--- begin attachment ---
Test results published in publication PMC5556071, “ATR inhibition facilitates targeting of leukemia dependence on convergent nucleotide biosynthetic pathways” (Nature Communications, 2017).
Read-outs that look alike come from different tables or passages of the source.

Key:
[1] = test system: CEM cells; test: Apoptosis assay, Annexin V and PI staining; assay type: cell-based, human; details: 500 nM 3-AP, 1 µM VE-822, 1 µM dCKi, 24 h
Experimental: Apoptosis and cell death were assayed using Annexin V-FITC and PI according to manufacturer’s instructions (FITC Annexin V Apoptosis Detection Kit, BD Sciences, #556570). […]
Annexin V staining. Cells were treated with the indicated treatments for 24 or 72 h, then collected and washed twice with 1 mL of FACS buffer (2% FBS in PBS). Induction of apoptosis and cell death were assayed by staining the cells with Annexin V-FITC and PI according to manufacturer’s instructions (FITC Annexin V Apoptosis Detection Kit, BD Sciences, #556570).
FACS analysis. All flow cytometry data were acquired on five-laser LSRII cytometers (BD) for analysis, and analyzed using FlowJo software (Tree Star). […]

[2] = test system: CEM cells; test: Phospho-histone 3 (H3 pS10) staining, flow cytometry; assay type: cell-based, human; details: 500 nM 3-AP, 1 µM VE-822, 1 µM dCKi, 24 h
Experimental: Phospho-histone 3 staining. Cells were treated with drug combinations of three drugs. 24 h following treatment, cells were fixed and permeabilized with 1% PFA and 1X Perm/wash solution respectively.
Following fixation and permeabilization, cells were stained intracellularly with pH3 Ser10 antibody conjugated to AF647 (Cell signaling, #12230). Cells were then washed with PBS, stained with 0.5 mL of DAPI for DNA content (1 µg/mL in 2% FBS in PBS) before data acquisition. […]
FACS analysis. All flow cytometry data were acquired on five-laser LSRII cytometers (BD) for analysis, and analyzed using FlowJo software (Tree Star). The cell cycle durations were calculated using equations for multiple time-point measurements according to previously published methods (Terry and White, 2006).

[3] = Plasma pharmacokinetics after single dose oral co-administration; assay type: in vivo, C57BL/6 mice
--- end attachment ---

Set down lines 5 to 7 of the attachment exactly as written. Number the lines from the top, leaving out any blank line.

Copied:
Experimental: Apoptosis and cell death were assayed using Annexin V-FITC and PI according to manufacturer’s instructions (FITC Annexin V Apoptosis Detection Kit, BD Sciences, #556570). […]
Annexin V staining. Cells were treated with the indicated treatments for 24 or 72 h, then collected and washed twice with 1 mL of FACS buffer (2% FBS in PBS). Induction of apoptosis and cell death were assayed by staining the cells with Annexin V-FITC and PI according to manufacturer’s instructions (FITC Annexin V Apoptosis Detection Kit, BD Sciences, #556570).
FACS analysis. All flow cytometry data were acquired on five-laser LSRII cytometers (BD) for analysis, and analyzed using FlowJo software (Tree Star). […]